Awards[edit]

Filmography[edit]

Year Title Role Notes
1974 Marion TV series
1976 The Sullivans TV series
1978 The Getting of Wisdom Kate
1979 Skyways Angela Murray TV series
1979 Prisoner Lynn Warner TV series - 44 episodes
1981 Cornflakes for Tea Cheryl TV series
1984 Tales from the Darkside Elaine Hall TV series - Episode: "Slippage"
1984 Murder, She Wrote Irina Katsa TV series - Episode: "Death Takes a Curtain Call"
1985 Key Exchange The Beauty
1985–1986 Dynasty Elena, Duchess of Branagh TV series - 7 episodes
1988 Dadah Is Death Shawn Burton TV movie
1988 Grievous Bodily Harm Annie
1990 Come In Spinner Deb Forrest TV movie
1991 Police Rescue Des McClintock TV series - 3 episodes
1991 Hunting Michelle Harris
1992–1993 All Together Now Beth Sumner TV series - 17 episodes
1994 High Tide Valerie TV series - Episode: "Beauty's Only Skin Deep"
1994–1995 Ocean Girl Dr. Dianne Bates TV series - 26 episodes
1995 Blue Heelers Sandy Fielding TV series - Episode: "Shadow Man"
1996 Halifax f.p: Sweet Dreams Fiona Holmes TV movie
1997 Heart of Fire Sue Tucker TV movie
1997 20,000 Leagues Under the Sea Lydia Rawlings TV movie
1997 Amy Sarah Trendle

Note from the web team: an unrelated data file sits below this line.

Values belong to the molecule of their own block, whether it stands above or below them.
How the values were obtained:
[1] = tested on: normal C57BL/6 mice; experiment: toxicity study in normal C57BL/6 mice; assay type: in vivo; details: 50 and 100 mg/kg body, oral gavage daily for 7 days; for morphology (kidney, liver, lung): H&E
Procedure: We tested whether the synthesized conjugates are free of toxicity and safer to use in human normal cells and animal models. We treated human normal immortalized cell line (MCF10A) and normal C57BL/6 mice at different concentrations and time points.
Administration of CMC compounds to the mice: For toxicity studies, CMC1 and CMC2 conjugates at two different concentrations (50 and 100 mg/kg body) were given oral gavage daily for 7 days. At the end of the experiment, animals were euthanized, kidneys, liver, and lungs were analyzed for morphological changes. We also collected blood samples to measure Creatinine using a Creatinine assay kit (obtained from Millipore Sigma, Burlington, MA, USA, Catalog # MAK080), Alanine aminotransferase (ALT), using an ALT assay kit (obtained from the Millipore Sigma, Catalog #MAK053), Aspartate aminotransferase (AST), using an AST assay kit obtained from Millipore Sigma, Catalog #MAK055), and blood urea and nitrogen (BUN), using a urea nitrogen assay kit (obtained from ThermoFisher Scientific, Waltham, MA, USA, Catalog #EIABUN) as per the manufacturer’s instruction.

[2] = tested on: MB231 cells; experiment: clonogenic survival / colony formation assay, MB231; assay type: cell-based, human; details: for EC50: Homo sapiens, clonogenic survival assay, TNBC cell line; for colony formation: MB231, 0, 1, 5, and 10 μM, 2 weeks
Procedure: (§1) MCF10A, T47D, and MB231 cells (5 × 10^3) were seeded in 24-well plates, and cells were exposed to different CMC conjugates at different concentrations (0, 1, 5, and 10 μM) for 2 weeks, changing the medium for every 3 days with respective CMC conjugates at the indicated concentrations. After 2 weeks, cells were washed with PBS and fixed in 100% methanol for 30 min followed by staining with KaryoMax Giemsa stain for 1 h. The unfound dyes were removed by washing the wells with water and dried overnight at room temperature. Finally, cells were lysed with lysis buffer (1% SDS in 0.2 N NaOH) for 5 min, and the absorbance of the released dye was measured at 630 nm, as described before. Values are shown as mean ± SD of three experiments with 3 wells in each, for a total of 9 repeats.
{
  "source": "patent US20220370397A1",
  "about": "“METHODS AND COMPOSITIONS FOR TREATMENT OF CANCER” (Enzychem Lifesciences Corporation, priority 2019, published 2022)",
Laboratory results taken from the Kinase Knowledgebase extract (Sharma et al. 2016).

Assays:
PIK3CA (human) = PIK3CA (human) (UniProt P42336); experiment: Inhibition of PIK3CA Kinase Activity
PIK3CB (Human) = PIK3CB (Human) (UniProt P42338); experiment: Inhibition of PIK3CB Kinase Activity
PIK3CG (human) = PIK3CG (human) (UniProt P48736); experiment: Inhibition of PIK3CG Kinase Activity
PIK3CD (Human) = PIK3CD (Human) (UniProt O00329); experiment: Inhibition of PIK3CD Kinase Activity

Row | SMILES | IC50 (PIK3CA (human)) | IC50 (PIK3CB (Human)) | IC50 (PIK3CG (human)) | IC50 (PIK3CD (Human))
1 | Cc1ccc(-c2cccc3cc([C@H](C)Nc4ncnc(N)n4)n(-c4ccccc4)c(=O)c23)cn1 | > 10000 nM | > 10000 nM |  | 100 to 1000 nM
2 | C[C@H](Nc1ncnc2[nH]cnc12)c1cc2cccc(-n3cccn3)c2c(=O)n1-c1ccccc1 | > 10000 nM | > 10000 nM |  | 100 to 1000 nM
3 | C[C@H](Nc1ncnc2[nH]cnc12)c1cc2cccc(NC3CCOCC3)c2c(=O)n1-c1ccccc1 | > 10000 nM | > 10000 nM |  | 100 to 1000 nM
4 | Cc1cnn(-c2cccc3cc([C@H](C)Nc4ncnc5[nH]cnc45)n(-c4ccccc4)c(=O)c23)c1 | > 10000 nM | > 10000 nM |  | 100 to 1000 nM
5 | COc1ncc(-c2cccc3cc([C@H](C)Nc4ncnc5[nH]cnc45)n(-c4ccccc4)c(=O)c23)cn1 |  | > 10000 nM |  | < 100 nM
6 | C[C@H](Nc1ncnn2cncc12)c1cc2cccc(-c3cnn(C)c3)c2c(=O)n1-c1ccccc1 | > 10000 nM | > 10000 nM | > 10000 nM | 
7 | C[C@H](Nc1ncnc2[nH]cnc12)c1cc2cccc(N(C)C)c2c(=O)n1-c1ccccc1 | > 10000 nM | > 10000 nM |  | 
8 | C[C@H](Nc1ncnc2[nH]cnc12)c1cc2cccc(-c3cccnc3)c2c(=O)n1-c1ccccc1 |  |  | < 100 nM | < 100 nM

1998 Justice Annie Martin
1998 Denial Mother Short film
1998–2000 SeaChange Heather Jelly TV series - 35 episodes
1999 Taken Short film
2000 Eugénie Sandler P.I. Sylvia TV series - Episode: "1.4"
2001 Lantana Sonja Zat
2002–2003 MDA Dr. Louella Davis TV series - 17 episodes
2004 One Perfect Day Carolyn Matisse
2004 Oyster Farmer Trish
2005 Virus Lillium Doubleheart Short film
2005 Mind the Gap Olivia Keeley Short film
2006 Wobbegong Paula / Mum Short film
2006 Car Pool Mrs. London Short film
2007 Razzle Dazzle: A Journey into Dance Justine Morgan
2008 Reservations Hellen
2008–2011 Bed of Roses Louisa Atherton 26+ episodes

References[edit]

  1. ^ a b "Her Own Sweet Way". Australian Story. Retrieved 8 May 2012. 
  2. ^ a b c d e f g h i j k l m n o p Devlyn, Darren (7 May 2008). "Kerry Armstrong finds that life's not a bed of roses". Herald Sun. Retrieved 9 May 2008. 
  3. ^ a b c Hunter, Tim (30 June 2005). "The world is her oyster". The Age (Melbourne). Retrieved 4 May 2008. 
  4. ^ a b c d "Kerry Armstrong – Awards". Internet Movie Database. Retrieved 4 May 2008. 
  5. ^ a b "Kerry Armstrong – actress biography". au.tv.yahoo.com. Retrieved 4 May 2008. [dead link]
  6. ^ a b c d e f g h Keenan, Catherine (2 July 2005). "Lows and a higher power". The Sydney Morning Herald. Retrieved 4 May 2008. 
  7. ^ Marion (1974) at the Internet Movie Database